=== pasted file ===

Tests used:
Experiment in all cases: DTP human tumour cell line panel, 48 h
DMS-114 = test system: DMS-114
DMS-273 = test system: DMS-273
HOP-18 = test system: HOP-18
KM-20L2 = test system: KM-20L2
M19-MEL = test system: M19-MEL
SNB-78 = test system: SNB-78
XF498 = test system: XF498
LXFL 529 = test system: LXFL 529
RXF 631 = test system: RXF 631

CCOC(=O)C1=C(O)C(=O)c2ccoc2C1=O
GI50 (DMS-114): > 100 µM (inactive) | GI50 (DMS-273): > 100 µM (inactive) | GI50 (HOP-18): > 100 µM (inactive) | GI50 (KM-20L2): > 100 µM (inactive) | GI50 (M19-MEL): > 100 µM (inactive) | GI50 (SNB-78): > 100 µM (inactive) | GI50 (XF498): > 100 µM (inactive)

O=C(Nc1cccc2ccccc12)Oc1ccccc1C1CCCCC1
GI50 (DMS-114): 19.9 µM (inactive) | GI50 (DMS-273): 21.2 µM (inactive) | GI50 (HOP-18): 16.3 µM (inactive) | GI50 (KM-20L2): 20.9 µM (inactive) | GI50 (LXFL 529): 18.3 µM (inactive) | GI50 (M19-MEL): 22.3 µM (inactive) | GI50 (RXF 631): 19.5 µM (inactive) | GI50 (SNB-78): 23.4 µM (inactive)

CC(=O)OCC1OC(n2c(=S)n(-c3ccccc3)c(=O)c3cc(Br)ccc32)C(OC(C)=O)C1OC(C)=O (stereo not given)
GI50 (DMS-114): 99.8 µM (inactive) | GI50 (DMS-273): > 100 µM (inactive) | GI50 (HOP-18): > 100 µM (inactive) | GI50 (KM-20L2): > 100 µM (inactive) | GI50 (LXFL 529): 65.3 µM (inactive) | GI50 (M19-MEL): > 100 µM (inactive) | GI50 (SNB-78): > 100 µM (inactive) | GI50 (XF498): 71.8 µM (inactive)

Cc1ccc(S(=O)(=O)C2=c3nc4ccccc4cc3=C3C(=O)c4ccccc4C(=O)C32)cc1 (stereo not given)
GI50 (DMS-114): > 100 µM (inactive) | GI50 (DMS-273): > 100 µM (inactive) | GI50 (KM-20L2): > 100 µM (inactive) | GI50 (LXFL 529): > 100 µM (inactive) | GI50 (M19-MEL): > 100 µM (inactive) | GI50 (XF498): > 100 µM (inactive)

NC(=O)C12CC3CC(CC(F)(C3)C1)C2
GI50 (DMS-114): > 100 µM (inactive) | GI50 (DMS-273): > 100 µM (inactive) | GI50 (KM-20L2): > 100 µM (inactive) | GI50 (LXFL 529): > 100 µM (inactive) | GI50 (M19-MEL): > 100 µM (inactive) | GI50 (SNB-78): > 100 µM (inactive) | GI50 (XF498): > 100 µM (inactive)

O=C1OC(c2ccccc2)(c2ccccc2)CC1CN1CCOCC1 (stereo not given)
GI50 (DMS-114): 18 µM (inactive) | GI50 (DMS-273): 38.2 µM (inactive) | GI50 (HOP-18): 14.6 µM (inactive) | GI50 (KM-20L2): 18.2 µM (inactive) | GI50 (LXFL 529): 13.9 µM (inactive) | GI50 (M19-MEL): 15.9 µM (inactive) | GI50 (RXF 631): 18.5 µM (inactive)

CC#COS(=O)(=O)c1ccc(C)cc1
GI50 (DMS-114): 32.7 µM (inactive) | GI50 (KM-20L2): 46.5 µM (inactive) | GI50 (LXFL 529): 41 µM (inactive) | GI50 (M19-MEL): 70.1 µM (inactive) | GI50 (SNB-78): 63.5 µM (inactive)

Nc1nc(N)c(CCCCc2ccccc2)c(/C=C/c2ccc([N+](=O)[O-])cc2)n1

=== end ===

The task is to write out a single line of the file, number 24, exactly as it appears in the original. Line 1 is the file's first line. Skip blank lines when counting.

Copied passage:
CC#COS(=O)(=O)c1ccc(C)cc1